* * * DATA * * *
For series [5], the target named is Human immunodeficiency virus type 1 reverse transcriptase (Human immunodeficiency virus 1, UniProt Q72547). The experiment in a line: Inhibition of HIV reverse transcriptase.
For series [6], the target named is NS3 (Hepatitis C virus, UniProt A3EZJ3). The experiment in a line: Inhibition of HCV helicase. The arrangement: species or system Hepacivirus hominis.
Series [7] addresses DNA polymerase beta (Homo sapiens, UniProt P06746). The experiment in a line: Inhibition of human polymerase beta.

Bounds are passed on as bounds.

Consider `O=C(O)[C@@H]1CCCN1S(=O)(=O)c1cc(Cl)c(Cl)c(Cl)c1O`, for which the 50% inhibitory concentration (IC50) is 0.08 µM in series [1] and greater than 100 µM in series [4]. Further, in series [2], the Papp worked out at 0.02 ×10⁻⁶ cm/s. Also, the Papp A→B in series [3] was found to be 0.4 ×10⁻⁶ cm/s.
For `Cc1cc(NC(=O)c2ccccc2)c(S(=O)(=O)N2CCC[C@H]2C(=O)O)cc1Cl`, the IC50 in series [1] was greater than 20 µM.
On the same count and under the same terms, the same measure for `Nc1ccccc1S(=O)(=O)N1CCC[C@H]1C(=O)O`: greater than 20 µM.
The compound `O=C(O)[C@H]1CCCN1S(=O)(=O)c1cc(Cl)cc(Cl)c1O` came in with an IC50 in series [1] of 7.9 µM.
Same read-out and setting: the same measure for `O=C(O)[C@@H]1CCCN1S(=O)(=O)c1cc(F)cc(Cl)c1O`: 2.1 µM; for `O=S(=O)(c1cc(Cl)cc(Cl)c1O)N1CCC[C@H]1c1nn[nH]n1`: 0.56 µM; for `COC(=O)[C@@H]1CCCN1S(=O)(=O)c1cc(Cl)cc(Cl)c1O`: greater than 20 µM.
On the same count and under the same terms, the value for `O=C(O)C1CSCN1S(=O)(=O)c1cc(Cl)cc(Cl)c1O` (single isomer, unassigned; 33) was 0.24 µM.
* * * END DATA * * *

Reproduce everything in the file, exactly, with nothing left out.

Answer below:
For series [5], the target named is Human immunodeficiency virus type 1 reverse transcriptase (Human immunodeficiency virus 1, UniProt Q72547). The experiment in a line: Inhibition of HIV reverse transcriptase.
For series [6], the target named is NS3 (Hepatitis C virus, UniProt A3EZJ3). The experiment in a line: Inhibition of HCV helicase. The arrangement: species or system Hepacivirus hominis.
Series [7] addresses DNA polymerase beta (Homo sapiens, UniProt P06746). The experiment in a line: Inhibition of human polymerase beta.

Bounds are passed on as bounds.

Consider `O=C(O)[C@@H]1CCCN1S(=O)(=O)c1cc(Cl)c(Cl)c(Cl)c1O`, for which the 50% inhibitory concentration (IC50) is 0.08 µM in series [1] and greater than 100 µM in series [4]. Further, in series [2], the Papp worked out at 0.02 ×10⁻⁶ cm/s. Also, the Papp A→B in series [3] was found to be 0.4 ×10⁻⁶ cm/s.
For `Cc1cc(NC(=O)c2ccccc2)c(S(=O)(=O)N2CCC[C@H]2C(=O)O)cc1Cl`, the IC50 in series [1] was greater than 20 µM.
On the same count and under the same terms, the same measure for `Nc1ccccc1S(=O)(=O)N1CCC[C@H]1C(=O)O`: greater than 20 µM.
The compound `O=C(O)[C@H]1CCCN1S(=O)(=O)c1cc(Cl)cc(Cl)c1O` came in with an IC50 in series [1] of 7.9 µM.
Same read-out and setting: the same measure for `O=C(O)[C@@H]1CCCN1S(=O)(=O)c1cc(F)cc(Cl)c1O`: 2.1 µM; for `O=S(=O)(c1cc(Cl)cc(Cl)c1O)N1CCC[C@H]1c1nn[nH]n1`: 0.56 µM; for `COC(=O)[C@@H]1CCCN1S(=O)(=O)c1cc(Cl)cc(Cl)c1O`: greater than 20 µM.
On the same count and under the same terms, the value for `O=C(O)C1CSCN1S(=O)(=O)c1cc(Cl)cc(Cl)c1O` (single isomer, unassigned; 33) was 0.24 µM.